Fresh clashes in a former bastion of Muammar Gaddafi killed at least 26 people, as confusion swirled on Sunday over the fate of one of his most-wanted former aides, Mussa Ibrahim.
The government had announced on Saturday that Ibrahim, mouthpiece of the toppled regime, had been captured in the western town of Tarhuna, between Bani Walid and Tripoli, exactly year after Gaddafi was himself captured and killed.
But later a government spokesman said there was no confirmation of the capture and an audiotape surfaced on the internet purportedly with Ibrahim himself denying the report.
Mohammed Megaryef, president of the national assembly, gave a sombre assessment of the post-Gaddafi period on the first anniversary since his capture and killing on October 20, last year.
Not all areas had been successfully “liberated”, he said, and warned that loyalists and criminals, particularly those sheltered in Bani Walid, continued to pose a threat to the country.
“The campaign to liberate the country has not been fully completed... Bani Walid’s misfortune is that it has become a sanctuary for a large number of outlaws and anti-revolutionaries and mercenaries,” he said.
Many Libyans are persuaded that heavy weight personalities of the previous regime, including Gaddafi’s son Khamis, took shelter in Bani Walid after the end of the last year conflict.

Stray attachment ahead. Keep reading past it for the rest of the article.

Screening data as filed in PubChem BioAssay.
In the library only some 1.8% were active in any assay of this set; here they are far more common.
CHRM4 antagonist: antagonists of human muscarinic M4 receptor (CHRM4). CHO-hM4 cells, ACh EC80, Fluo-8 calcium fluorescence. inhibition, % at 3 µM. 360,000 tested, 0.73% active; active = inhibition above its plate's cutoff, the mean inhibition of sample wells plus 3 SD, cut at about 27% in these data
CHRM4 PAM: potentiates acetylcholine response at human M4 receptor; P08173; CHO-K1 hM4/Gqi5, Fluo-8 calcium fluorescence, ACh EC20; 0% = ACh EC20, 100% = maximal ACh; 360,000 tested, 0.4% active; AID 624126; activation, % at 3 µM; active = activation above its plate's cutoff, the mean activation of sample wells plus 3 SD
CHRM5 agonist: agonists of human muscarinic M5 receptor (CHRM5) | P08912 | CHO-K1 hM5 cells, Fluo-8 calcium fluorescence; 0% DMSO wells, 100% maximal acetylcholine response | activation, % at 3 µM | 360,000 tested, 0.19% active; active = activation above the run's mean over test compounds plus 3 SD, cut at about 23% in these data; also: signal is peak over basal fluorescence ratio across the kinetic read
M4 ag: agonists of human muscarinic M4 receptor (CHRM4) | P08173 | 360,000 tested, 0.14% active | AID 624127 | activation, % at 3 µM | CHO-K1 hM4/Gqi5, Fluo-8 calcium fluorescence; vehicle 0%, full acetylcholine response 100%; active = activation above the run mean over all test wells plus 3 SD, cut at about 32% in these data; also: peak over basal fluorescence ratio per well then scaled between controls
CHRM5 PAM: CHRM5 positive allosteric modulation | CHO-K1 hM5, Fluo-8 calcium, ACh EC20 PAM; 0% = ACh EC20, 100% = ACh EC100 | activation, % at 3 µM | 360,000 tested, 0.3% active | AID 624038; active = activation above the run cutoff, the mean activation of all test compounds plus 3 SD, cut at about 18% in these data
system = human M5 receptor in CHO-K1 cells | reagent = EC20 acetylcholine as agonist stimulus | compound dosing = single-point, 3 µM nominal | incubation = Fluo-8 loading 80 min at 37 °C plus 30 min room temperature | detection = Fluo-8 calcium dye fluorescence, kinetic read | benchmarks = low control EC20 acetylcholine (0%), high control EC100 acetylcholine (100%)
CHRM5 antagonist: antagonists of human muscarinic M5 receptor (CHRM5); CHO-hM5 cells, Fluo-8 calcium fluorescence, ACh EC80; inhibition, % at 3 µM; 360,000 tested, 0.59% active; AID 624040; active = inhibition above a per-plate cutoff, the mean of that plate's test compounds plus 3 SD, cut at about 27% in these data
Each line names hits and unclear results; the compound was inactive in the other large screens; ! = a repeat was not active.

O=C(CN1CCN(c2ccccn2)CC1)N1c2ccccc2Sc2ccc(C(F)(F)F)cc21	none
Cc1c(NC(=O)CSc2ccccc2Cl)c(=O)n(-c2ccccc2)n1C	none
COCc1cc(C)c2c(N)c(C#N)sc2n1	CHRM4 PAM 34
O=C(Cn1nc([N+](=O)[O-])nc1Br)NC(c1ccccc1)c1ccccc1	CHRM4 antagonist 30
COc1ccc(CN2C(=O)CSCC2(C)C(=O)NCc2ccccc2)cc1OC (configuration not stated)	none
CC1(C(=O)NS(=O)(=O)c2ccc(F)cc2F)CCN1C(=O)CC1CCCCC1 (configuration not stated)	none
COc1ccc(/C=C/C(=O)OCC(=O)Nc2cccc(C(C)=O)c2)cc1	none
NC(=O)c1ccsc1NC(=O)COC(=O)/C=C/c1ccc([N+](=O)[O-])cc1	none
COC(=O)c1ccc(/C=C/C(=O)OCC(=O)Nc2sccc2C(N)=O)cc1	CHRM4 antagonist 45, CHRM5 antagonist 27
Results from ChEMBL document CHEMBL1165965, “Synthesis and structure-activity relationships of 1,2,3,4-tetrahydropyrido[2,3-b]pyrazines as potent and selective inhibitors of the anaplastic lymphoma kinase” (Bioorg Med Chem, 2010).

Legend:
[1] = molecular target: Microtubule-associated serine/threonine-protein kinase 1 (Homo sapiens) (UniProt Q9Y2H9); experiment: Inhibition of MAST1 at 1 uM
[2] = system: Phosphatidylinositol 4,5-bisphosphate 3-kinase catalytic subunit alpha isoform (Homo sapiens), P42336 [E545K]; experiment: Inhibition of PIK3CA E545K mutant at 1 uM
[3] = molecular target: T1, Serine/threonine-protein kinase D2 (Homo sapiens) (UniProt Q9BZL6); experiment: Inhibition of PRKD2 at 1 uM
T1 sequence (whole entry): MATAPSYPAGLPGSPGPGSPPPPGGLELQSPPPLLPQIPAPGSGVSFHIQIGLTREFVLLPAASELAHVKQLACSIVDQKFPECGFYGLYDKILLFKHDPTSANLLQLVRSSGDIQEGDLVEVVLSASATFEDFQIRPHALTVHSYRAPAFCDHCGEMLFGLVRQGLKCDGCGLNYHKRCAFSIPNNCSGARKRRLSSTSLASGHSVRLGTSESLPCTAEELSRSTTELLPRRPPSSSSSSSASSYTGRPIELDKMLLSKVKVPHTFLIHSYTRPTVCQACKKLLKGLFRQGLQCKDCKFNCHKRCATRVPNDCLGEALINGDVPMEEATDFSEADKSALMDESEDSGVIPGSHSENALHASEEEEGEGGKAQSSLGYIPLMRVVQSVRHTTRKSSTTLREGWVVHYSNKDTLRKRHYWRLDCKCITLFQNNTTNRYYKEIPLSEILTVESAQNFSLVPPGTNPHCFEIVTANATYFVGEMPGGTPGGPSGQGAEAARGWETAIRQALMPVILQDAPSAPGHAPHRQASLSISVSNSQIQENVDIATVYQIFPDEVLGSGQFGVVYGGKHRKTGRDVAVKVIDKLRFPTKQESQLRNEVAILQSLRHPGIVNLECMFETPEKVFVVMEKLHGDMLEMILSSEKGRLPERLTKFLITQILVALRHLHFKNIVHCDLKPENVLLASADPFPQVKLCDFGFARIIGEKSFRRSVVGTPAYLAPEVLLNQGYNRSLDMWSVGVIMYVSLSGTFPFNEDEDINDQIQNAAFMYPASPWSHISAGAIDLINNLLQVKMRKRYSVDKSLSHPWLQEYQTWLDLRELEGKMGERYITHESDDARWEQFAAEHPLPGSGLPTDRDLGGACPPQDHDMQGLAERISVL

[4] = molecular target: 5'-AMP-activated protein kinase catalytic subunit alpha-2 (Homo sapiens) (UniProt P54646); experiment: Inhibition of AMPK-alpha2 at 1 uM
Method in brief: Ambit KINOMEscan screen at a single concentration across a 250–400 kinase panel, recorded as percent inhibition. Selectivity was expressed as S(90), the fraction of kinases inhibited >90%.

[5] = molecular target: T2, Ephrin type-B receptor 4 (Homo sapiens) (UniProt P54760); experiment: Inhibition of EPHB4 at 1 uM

Social networking sites were abuzz on Sunday with “rumours” of their capture.
The confusion is rooted in a late Saturday government denial and the posting on Facebook of an audiotape in which a man who identifies himself as Ibrahim paid tribute to fallen dictator Gaddafi.
“On the subject of my arrest today... it is an attempt to draw attention away from the crimes committed by Nato’s rebels against our people in Bani Walid,” said the man, in the tape whose authenticity could not immediately be confirmed.
Fierce fighting erupted on Saturday as pro-government forces pushed closer to Bani Walid’s centre, said military spokesman Colonel Ali al-Sheikhi.
The fighting left at least 26 people dead and more than 200 wounded, according to a tally based on hospital tolls from Bani Walid and Misrata, where pro-government forces were being treated.
A medical official in the town said the violence subsided after sundown.
Bani Walid’s military commander earlier reported heavy shelling and accused the new authorities of giving militias “a green light to exterminate us”.
Forces linked to the army, most of them former rebels, have this month encircled the hilltop town in a bid to capture the men who kidnapped and allegedly tortured an ex-rebel from Misrata credited with capturing Gaddafi.
The death of Omar ben Shaaban, 22, stoked tensions between Misrata and Bani Walid, neighbouring but historically rival cities which found themselves on opposite sides of the last year conflict.
Megaryef, the de facto head of state, said the operations against Bani Walid “do not target this brave city or its people, rather they target culprits, wanted people, the accused and infiltrators.
“This is not a genocide or ethnic cleansing as erroneously claimed by some. It is a campaign to restore legitimacy.”
Many elders and commanders in the town have vowed to repel any advance by “lawless militias.” They question the neutrality of the national army, which is still being formed and relies on former rebels.
The United Nations Support Mission in Libya also expressed concern.
“In the interests of national reconciliation and long-term stability of the country, a mediated settlement is urgently needed,” said the UN envoy to Libya, Tarek Mitri, in a statement urging the protection of civilians.